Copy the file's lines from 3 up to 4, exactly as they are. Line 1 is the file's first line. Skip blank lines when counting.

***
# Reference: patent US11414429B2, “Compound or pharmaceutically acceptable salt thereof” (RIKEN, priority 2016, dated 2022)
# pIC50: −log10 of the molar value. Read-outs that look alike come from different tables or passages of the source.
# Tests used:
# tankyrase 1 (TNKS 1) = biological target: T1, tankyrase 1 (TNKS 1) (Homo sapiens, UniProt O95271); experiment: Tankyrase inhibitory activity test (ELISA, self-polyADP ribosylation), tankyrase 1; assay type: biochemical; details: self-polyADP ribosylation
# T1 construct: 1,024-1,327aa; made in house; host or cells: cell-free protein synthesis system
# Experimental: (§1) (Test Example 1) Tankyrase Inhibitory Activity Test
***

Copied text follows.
# Tests used:
# tankyrase 1 (TNKS 1) = biological target: T1, tankyrase 1 (TNKS 1) (Homo sapiens, UniProt O95271); experiment: Tankyrase inhibitory activity test (ELISA, self-polyADP ribosylation), tankyrase 1; assay type: biochemical; details: self-polyADP ribosylation